Winter Climbing and Mountaineering in the Black Cuillin
The Black Cuillin was the original home of Scottish winter climbing because railway access to Kyle in Victorian times made Skye far more accessible to the pioneers than Fort William or Glen Coe. Alpine in style and scale, the Cuillin offered up every standard of challenge and the perfect location to train hard for the annual trip to the Alps. These early snow & ice routes were largely climbed when winter lingered on right through to their Easter vacations.
When winter climbing began as a sport in its own right in the post-war years Skye was a long way for climbers to come and there were plenty of mainland treasures to be had. Focus in the Cuillin was on the Winter Traverse, the Holy Grail of Scottish Mountaineering. It was finally achieved in 1965 and was rightly hailed as the greatest mountaineering challenge in Britain. This accolade just polarised attention even further from away from all of the other winter climbing possibilities.
Massive improvements in the Highland roads culminated with the Skye Bridge being built in 1995. The journey time from the central belt probably halved in little more than a decade. A handful of climbers began to realise the huge potential and the past decade has seen over 70 new routes added. Dozens of buttresses, chimneys and gullies at all grades give a massive choice of climbing objectives to suit all conditions and aspirations. Routes come into condition very quickly and the exposed crest of the Ridge itself is always very challenging under snow. Climb magazine article on Skye winter by Mike Lates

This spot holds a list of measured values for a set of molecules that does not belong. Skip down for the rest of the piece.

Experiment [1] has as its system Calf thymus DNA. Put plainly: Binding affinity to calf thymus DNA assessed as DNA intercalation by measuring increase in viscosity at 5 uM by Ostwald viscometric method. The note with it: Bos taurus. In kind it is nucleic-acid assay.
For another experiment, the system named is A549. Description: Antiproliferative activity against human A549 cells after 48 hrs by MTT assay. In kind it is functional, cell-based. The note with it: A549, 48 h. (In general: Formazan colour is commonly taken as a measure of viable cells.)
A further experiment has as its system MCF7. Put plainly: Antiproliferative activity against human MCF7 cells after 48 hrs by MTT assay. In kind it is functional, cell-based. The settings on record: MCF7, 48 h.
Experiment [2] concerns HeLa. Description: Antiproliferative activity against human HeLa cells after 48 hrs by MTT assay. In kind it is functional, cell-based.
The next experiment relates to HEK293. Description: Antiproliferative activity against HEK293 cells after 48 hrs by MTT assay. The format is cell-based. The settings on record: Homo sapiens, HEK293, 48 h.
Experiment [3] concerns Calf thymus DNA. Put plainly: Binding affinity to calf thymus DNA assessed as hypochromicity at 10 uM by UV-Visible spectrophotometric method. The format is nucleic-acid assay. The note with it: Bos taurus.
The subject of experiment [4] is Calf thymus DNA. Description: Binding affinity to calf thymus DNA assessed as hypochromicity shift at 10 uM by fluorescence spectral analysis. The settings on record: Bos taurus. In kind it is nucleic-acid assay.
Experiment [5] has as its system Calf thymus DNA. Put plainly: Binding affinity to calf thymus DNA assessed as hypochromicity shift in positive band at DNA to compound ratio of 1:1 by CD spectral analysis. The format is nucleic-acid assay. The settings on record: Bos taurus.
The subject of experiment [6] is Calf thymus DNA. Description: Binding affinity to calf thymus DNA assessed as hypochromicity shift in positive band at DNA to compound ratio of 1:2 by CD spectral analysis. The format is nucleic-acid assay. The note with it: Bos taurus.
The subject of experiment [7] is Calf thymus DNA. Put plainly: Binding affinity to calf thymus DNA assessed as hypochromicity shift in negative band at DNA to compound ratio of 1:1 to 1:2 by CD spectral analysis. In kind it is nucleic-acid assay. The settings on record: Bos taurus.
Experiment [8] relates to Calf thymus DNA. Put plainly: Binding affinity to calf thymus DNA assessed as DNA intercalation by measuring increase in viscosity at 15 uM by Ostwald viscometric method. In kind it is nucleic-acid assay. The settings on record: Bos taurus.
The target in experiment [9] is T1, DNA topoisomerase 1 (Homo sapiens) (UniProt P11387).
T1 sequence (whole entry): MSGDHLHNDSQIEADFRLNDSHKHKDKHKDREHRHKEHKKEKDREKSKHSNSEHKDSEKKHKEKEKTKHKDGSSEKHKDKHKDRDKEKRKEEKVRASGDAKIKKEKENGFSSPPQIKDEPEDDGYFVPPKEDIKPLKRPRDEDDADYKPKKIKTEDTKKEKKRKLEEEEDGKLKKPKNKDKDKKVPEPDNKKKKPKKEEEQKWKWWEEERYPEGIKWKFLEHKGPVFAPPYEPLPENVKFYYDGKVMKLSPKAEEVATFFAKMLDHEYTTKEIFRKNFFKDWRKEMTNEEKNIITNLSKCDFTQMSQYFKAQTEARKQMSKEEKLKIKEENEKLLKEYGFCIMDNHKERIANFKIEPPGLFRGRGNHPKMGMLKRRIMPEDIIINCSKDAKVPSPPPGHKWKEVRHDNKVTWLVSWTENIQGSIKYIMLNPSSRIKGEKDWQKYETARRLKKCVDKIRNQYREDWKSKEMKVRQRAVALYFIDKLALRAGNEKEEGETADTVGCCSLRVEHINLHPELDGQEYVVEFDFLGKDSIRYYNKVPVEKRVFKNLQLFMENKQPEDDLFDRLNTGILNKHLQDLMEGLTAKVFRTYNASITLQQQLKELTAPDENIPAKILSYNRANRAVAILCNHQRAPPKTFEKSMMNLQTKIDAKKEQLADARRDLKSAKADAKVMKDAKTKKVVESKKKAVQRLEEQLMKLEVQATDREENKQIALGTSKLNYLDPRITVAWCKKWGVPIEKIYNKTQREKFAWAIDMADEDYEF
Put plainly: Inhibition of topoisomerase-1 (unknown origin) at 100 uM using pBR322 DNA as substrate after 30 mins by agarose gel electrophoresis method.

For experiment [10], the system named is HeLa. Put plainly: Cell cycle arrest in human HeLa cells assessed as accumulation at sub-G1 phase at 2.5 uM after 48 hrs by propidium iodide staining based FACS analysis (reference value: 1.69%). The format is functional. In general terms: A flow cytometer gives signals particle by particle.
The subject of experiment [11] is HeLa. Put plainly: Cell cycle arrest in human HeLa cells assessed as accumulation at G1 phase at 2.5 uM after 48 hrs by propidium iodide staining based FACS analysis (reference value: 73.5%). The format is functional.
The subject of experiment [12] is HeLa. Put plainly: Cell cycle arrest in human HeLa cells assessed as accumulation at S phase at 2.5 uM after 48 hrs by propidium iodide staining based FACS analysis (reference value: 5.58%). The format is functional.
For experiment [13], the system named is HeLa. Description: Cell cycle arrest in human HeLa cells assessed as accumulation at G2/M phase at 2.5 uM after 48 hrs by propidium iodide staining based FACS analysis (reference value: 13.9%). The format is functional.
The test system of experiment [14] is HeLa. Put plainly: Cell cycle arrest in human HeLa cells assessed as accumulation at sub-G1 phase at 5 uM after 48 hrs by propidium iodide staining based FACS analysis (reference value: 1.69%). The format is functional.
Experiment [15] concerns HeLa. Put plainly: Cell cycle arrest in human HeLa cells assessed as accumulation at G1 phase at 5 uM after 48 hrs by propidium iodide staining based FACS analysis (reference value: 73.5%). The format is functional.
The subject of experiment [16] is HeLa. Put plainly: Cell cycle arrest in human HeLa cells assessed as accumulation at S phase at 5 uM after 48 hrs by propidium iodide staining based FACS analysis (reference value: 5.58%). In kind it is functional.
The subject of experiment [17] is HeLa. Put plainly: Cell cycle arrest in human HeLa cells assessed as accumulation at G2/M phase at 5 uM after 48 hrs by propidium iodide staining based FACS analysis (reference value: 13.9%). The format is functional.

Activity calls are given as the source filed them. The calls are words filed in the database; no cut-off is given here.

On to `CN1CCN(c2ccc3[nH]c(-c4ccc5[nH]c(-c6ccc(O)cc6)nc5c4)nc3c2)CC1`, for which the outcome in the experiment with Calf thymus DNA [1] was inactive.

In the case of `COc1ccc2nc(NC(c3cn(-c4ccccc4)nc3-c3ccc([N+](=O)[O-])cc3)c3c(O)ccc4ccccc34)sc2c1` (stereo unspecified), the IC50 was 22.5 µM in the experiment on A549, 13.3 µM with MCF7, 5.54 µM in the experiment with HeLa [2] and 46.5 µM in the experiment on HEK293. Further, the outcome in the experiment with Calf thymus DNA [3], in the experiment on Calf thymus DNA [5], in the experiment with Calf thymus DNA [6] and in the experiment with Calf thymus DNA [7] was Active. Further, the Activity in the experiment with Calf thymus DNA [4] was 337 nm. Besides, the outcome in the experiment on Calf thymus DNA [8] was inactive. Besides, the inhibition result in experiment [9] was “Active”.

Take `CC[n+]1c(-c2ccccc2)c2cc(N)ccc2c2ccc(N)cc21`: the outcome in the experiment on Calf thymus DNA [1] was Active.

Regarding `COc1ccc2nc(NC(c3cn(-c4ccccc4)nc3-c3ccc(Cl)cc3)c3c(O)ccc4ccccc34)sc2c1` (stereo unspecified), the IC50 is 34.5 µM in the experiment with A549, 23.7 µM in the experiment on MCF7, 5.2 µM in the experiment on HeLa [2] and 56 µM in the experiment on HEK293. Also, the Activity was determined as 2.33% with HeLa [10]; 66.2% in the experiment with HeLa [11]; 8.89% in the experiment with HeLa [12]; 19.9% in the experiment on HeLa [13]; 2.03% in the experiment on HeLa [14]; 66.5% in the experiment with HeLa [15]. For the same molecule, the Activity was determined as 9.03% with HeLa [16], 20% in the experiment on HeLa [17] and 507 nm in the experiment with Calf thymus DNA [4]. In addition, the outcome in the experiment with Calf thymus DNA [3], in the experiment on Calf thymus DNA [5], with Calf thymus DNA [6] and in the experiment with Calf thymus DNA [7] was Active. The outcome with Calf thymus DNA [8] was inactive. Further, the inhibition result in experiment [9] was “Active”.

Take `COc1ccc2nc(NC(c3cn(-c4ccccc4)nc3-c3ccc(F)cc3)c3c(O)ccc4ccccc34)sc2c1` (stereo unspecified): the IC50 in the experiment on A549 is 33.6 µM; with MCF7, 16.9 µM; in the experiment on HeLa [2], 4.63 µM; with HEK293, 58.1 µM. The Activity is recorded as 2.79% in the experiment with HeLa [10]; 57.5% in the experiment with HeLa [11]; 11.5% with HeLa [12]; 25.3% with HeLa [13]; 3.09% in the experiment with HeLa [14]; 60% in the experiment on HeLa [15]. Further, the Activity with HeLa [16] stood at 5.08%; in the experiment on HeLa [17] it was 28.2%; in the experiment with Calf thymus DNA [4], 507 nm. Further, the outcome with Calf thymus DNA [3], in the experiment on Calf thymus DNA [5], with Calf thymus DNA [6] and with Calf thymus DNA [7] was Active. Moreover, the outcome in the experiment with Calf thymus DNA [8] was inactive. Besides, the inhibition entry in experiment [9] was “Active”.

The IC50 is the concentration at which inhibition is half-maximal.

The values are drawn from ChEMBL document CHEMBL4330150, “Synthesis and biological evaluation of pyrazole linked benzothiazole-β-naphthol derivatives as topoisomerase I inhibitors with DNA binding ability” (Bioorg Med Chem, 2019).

Skye has dramatic weather even by Scottish standards and the Cuillin catches most of it. Conditions in the past 7 or 8 seasons have reliably been comparable with any other venue in Scotland. In the 2010 winter season the prolonged cold even brought a very continental-style ice arena into condition in the north of Skye. Coire Scamadal on the Trotternish Ridge is high on the agenda of many climbers when we get another prolonged freeze at low-levels.
Our knowledge of the terrain gives a unique opportunity to confidently offer winter guiding in mountains with a reputation for intricate navigation. Our local expertise means we have a good idea of routes that are likely to be in condition. Sheltered routes for windy days, faces that ice readily and knowing the best escape routes all enhance the experience of climbing in these fantastic mountains.
In addition to all of the climbing available Skye boasts miles of unspoilt coastline and an everchanging dramatic landscape for walkers to explore at will. The light in winter is very special and creates wonderful effects to capture in the mind or on the camera. Guiding for beautiful winter walks is available but we are also happy just to give out advice and ideas.